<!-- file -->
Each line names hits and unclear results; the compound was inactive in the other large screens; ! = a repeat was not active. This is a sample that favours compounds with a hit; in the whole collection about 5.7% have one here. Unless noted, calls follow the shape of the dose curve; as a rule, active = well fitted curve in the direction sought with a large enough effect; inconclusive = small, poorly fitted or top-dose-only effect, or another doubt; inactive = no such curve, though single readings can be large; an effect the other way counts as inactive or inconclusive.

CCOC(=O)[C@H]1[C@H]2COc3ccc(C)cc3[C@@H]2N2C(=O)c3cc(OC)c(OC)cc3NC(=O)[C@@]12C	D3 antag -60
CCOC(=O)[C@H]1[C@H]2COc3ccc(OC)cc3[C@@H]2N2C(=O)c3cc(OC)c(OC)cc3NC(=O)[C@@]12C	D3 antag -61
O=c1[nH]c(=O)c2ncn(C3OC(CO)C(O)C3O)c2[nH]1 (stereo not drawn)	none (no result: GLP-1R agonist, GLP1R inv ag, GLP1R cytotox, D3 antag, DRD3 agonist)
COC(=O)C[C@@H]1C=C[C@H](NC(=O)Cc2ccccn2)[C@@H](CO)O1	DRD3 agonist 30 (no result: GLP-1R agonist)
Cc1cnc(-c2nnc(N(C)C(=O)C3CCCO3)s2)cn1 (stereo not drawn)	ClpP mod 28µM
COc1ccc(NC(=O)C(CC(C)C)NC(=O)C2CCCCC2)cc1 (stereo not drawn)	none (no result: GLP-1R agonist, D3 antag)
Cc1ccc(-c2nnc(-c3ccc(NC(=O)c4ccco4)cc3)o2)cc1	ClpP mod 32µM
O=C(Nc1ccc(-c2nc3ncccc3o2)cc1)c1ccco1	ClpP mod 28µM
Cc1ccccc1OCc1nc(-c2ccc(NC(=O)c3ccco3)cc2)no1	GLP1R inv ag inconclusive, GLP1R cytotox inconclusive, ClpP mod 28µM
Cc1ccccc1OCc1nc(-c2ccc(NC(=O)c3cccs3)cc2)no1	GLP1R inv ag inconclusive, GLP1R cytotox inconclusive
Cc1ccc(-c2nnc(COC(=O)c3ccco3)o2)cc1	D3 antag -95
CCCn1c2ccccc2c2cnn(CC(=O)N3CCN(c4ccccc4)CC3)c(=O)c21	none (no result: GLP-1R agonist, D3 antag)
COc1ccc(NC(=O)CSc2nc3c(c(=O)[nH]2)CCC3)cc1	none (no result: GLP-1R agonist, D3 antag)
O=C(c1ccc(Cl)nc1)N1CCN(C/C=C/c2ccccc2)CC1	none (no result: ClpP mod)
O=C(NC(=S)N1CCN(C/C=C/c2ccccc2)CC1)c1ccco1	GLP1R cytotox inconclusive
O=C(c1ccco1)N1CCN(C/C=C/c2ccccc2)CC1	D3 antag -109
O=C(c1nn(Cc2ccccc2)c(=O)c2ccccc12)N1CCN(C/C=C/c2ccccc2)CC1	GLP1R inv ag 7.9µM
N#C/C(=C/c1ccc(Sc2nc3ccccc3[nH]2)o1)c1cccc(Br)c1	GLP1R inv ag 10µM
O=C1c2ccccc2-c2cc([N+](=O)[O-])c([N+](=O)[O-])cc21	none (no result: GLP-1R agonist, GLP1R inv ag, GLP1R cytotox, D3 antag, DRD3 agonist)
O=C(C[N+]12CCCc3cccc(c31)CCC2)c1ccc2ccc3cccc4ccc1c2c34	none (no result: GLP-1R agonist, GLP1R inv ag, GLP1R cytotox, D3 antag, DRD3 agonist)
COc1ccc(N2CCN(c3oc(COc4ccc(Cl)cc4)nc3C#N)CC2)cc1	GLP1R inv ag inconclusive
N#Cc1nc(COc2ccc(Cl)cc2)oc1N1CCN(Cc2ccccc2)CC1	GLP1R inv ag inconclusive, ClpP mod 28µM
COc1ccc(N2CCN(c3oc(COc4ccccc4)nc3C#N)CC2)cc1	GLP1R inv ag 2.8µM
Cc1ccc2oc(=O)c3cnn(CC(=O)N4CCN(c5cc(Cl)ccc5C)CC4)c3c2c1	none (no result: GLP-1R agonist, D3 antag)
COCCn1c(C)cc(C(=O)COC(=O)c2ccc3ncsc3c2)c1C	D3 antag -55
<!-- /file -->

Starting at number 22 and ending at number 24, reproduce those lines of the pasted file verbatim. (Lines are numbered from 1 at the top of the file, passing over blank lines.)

COc1ccc(N2CCN(c3oc(COc4ccc(Cl)cc4)nc3C#N)CC2)cc1	GLP1R inv ag inconclusive
N#Cc1nc(COc2ccc(Cl)cc2)oc1N1CCN(Cc2ccccc2)CC1	GLP1R inv ag inconclusive, ClpP mod 28µM
COc1ccc(N2CCN(c3oc(COc4ccccc4)nc3C#N)CC2)cc1	GLP1R inv ag 2.8µM